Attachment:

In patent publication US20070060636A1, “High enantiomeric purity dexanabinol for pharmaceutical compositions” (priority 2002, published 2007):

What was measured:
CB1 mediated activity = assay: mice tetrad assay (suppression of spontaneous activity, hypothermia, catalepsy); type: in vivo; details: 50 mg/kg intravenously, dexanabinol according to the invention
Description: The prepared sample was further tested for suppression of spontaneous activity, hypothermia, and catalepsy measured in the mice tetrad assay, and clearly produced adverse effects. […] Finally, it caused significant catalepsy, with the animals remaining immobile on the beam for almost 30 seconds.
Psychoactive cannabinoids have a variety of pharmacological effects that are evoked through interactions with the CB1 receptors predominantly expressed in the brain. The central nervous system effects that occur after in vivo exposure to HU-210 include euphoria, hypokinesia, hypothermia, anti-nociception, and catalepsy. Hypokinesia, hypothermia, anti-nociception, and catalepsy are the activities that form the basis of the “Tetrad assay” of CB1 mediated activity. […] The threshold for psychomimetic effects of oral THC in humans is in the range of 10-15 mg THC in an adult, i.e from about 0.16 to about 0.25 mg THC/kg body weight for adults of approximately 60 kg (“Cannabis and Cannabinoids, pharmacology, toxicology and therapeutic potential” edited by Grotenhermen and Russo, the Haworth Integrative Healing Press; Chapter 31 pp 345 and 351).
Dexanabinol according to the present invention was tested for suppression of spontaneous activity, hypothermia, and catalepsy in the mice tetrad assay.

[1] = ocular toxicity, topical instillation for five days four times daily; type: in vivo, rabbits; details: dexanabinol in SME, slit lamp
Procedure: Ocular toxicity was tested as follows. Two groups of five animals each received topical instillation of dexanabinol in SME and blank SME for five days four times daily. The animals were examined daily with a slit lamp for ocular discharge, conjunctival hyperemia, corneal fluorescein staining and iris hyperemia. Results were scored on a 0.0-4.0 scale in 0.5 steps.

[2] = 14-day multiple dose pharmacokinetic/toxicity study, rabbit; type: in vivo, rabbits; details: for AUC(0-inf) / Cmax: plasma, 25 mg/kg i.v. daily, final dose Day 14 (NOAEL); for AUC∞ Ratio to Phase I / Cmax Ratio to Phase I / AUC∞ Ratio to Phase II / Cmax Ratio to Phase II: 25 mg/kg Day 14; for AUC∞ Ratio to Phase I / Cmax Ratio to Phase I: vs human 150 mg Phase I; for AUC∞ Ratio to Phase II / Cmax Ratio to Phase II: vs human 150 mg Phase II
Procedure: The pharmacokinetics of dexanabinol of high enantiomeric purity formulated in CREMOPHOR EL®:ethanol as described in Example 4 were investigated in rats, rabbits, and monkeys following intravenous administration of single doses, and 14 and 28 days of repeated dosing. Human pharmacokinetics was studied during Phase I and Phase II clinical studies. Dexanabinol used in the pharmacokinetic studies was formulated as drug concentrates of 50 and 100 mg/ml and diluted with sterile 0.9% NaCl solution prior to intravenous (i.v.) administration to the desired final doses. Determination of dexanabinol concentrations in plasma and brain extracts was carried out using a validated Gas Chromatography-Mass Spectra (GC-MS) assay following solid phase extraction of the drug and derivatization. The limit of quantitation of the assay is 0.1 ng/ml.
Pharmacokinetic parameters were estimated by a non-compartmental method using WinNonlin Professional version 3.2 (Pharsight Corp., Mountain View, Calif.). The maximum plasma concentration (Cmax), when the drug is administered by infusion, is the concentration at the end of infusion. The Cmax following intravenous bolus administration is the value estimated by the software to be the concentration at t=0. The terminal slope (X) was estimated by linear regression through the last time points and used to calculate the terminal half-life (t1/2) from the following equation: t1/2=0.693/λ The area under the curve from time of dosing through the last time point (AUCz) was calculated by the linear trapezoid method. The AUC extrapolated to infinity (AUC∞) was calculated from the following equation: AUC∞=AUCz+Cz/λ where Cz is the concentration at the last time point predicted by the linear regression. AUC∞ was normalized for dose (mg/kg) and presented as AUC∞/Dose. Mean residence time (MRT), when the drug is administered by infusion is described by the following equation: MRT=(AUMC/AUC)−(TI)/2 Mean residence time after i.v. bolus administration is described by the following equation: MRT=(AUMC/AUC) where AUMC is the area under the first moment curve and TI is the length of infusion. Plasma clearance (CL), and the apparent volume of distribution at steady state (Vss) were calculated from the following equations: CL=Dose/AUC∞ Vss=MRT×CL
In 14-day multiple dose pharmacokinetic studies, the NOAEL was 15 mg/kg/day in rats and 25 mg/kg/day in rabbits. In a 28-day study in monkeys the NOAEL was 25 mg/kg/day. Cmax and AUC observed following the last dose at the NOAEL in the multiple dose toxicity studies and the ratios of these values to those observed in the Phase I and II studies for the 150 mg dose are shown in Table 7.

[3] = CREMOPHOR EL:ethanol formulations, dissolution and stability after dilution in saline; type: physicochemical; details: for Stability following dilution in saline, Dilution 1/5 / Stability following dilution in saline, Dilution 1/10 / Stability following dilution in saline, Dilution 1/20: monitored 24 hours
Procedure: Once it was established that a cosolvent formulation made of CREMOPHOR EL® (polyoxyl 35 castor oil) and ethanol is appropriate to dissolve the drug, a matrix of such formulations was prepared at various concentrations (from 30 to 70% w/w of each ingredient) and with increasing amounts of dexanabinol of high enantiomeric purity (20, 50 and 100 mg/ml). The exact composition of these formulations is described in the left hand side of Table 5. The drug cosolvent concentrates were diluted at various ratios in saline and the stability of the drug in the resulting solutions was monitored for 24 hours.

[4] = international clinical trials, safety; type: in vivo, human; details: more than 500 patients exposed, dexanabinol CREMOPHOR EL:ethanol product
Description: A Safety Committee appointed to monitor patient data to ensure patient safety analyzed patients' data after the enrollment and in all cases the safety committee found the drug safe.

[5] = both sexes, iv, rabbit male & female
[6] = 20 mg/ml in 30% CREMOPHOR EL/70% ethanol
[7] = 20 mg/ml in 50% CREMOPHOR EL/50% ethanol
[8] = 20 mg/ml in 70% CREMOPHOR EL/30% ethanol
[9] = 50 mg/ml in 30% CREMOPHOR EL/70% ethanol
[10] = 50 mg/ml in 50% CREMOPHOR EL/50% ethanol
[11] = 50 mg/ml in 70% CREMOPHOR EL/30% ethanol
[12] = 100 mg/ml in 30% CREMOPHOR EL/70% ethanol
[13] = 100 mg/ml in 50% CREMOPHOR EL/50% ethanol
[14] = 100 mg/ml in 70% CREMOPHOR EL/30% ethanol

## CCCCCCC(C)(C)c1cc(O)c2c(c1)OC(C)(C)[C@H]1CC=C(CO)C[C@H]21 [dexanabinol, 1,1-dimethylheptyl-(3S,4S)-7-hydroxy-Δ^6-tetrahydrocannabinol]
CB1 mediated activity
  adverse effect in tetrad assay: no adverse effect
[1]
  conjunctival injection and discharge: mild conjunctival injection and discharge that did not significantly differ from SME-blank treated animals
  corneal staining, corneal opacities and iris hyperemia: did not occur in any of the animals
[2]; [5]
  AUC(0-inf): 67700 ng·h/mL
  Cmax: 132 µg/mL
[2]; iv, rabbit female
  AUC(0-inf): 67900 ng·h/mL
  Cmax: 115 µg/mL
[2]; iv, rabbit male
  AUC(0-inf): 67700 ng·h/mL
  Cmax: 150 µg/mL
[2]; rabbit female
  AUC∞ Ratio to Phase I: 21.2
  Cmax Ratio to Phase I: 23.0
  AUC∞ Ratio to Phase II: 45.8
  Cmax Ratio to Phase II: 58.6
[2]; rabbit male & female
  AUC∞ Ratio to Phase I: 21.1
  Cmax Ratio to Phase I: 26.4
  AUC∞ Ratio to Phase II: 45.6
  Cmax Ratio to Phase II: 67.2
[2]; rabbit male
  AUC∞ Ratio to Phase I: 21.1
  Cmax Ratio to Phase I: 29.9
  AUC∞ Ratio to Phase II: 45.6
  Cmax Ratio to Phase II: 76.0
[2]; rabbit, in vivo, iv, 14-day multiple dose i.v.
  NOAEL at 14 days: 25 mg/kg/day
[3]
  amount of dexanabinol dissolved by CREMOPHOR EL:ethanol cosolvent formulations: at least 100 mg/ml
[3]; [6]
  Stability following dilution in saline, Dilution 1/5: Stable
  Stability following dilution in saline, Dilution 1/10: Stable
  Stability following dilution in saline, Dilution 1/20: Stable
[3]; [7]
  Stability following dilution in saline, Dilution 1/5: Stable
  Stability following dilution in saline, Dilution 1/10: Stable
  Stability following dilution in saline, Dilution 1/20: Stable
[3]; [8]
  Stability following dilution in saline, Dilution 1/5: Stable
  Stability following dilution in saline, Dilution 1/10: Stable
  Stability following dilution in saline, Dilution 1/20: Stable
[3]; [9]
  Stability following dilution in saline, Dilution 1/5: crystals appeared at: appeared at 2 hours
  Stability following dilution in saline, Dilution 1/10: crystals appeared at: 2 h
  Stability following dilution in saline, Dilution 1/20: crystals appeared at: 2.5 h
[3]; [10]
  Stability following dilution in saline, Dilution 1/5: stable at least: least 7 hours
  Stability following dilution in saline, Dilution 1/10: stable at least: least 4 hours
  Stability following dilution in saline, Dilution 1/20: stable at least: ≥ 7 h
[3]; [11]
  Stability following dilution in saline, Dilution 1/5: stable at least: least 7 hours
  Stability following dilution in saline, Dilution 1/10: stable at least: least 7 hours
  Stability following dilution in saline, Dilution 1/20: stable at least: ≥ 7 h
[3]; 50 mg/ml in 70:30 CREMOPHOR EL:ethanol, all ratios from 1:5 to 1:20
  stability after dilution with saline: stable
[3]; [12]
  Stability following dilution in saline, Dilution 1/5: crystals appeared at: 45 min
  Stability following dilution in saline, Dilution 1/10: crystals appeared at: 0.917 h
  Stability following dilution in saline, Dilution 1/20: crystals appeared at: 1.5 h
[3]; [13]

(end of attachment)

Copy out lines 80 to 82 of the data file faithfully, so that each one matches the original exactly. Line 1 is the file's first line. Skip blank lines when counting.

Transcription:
  Stability following dilution in saline, Dilution 1/20: stable at least: ≥ 7 h
[3]; [11]
  Stability following dilution in saline, Dilution 1/5: stable at least: least 7 hours